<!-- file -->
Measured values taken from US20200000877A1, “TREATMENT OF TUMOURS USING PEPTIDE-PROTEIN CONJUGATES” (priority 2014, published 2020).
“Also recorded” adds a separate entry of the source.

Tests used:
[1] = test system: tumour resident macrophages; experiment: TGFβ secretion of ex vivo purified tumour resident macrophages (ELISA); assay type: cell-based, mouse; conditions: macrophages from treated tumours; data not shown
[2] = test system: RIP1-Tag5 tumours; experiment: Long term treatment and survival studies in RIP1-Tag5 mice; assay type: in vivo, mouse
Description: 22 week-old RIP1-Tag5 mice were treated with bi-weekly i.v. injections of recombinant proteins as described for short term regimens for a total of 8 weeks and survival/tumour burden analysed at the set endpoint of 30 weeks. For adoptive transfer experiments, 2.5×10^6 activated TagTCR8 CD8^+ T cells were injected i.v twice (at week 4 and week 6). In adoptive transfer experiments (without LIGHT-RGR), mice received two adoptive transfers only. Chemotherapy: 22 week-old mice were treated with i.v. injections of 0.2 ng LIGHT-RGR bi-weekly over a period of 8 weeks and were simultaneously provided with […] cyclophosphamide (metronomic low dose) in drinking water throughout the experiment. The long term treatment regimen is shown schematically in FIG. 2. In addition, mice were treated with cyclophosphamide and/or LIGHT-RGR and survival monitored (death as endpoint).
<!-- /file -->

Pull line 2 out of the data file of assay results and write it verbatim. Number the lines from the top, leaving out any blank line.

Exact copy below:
“Also recorded” adds a separate entry of the source.